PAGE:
Class (Traditional Bantu numbering)NCP (Affixed to N stems)AP (Affixed to Adj./Numeral stems)PP (Affixed to V/pronominal stems)
1m-m-yu-; ye; w-; a-; m-
5ø or ji-ø or ji-li-
9ø or n-ø or n-j-
10ø or n-ø or n-ki-

The Swahili language also comes with a host of interesting words and phrases, which second language speakers may sometimes use mistakenly. One of my favorite phrases, “to sleep deeply”, translates in Swahili to “lala fofofo.” For anyone who has experienced learning a second language in a foreign environment, slip-ups are practically inevitable, but they also make great stories. The first experience I had with this was through a friend who, while bargaining, tried to use the word for ‘ten’, kumi. After accidentally changing one of the vowels, however, she saw the shock on the vendor’s face and quickly learned the word for an inappropriate body part. With a little research, I found that there are several pairs of similar Swahili words that include a common word and an inappropriate/taboo one. For example, while kunywa means ‘to drink’, kunya means ‘to defecate’. While malaika means ‘angel’, a common pet name, malaya means ‘prostitute’ [7]. Learning Swahili is an incredible experience, even the mistakes providing great opportunities to learn new vocabulary and providing a better understanding of the language; the next time you need a conversation starter, try asking friends to pronounce ngorongoro, one of the famous Tanzanian national parks.

Swahili in popular culture

The most common way people would come into contact with Swahili is likely through the Disney movie, The Lion King. Many of the characters’ names are actually Swahili words; Simba, for instance, is the word for ‘lion’, and Rafiki is the word for ‘friend’. Ironically, however, the opening lyrics of the famous song “The Circle of Life” are in Zulu, another Bantu language spoken in southern Africa. We also see Swahili in some of our English vocabulary: the word “jumbo” comes from the Swahili jambo, an informal greeting. “Jumbo” was first used as the name of the giant elephant in P.T. Barnum’s circus, a name that came from the Swahili word, and was soon adapted to mean anything incredibly large [8].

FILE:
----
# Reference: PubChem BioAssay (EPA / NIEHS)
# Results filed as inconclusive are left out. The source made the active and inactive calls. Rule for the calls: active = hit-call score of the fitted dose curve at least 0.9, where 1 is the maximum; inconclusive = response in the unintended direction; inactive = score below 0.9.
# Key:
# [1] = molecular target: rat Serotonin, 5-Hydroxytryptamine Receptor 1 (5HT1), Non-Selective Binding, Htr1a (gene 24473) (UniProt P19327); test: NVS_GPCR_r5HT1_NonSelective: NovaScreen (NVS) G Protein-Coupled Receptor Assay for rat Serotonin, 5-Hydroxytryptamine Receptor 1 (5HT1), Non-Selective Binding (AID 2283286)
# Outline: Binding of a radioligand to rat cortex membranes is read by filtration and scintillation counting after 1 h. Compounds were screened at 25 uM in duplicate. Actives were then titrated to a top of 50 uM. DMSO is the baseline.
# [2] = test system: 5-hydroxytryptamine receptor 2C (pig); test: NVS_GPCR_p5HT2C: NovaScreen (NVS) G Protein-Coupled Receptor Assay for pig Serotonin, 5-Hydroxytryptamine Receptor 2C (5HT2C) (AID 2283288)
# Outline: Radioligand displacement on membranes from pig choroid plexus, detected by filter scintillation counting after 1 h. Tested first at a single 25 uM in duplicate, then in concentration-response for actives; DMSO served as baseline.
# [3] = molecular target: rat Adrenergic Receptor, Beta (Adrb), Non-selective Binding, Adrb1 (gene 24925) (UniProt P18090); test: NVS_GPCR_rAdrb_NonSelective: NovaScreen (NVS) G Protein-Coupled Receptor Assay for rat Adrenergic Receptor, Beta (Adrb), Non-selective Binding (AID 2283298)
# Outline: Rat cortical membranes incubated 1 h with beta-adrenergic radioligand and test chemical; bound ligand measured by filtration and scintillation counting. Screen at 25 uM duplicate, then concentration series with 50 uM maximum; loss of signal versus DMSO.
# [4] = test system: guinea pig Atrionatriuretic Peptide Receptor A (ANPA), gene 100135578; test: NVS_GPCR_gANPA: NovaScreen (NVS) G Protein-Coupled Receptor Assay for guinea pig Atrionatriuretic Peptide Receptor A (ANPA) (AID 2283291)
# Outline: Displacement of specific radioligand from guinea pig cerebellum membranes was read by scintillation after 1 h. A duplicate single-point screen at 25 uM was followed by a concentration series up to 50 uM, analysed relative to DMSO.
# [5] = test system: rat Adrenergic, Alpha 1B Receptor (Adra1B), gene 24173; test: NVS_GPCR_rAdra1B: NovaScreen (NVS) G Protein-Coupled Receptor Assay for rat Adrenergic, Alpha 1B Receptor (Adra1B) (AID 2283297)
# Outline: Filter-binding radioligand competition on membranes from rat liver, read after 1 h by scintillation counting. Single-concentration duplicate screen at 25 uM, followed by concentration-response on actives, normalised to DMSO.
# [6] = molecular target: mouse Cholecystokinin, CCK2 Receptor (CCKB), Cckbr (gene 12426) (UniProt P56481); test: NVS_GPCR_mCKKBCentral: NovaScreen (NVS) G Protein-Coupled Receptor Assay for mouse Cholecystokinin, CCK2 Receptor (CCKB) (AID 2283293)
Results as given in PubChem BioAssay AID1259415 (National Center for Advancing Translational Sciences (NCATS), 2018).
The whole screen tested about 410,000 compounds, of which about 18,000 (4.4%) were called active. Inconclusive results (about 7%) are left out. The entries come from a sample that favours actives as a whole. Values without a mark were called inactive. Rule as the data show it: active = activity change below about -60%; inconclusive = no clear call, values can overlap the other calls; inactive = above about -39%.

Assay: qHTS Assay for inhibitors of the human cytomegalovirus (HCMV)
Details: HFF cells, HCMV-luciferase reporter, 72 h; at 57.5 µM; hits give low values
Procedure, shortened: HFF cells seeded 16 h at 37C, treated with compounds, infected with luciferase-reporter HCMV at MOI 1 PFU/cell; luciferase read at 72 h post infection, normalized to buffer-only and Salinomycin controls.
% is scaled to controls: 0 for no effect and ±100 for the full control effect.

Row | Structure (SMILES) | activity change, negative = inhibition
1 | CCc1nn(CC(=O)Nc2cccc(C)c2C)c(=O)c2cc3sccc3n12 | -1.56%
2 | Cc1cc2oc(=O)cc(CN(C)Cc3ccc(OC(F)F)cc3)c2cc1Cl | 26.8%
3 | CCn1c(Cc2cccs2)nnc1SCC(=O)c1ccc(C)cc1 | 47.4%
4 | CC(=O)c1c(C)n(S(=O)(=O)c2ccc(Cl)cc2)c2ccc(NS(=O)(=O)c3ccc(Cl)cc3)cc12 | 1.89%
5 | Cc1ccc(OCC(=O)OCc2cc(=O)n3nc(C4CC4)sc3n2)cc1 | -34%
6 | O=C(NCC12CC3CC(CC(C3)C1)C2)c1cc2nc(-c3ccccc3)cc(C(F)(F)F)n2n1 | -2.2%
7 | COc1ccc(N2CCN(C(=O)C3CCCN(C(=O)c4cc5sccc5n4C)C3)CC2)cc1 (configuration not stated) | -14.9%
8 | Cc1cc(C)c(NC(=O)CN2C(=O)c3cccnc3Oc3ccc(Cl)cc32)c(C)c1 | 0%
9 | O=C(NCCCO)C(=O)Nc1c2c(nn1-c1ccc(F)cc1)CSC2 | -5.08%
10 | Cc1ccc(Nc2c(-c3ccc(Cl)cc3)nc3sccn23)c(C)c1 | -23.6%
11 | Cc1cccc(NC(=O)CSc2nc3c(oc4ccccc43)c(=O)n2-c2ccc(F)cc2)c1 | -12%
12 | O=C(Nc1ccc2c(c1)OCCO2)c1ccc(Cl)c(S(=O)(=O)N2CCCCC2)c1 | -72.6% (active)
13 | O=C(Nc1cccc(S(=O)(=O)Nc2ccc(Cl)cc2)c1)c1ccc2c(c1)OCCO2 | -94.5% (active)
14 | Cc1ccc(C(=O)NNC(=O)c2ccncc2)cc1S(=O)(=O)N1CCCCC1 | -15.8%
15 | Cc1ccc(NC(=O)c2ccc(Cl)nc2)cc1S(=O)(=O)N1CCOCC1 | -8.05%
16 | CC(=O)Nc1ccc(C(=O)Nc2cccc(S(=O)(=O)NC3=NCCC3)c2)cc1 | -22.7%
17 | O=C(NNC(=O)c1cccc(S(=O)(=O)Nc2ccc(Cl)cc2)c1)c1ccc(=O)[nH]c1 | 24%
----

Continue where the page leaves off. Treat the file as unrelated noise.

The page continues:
Swahili has also become more and more prevalent in Tanzanian hip-hop, also called Bongo Flava (from the Swahili word for ‘brains’, ubongo). The Bongo Flava movement appeared around the 1980s, and became an important way for many artists to bring music and lyrics to the specific problems they saw in their environments. More recently, it has become a way to discuss HIV/AIDS and sexuality in a medium not normally done in informal conversation. Some of the bigger artists in the Bongo Flava movement are the Tanzanian group X Plastaz and the rapper Dolasoul. The movement is quickly spreading and will be important to the future of African culture, language, and politics.

Overall, the future for Swahili looks bright. Its widespread use throughout eastern Africa, especially as a second-language, provides an invaluable method of communication between many groups, especially important in light of Africa’s rich and varied linguistic environment. Swahili’s place as one of the official languages of the African Union ensures its continued use in African politics and international affairs. Additionally, its growing importance in popular culture, especially through the growing Bongo Flava movement, provides a crucial way for young people to talk about their environment and struggles through the international language of music.


[2] Kharusi, N. S. (2012). “The ethnic label Zinjibari: Politics and language choice implications among Swahili speakers in Oman”. Ethnicities 12 (3): 335–353.


[4] Edward Steere, LL.D. (1924) A Handbook of the Swahili Language. London: SPCK Publications.

[5] Edward Steere, LL.D. (1924) A Handbook of the Swahili Language. London: SPCK Publications

[6] Ellen Contini-Morava (2007) “Swahili Morphology” in Morphologies of Asia and Africa, ed. Alan S. Kaye. Minona Lake, Indiana: Eisenbraus Publications.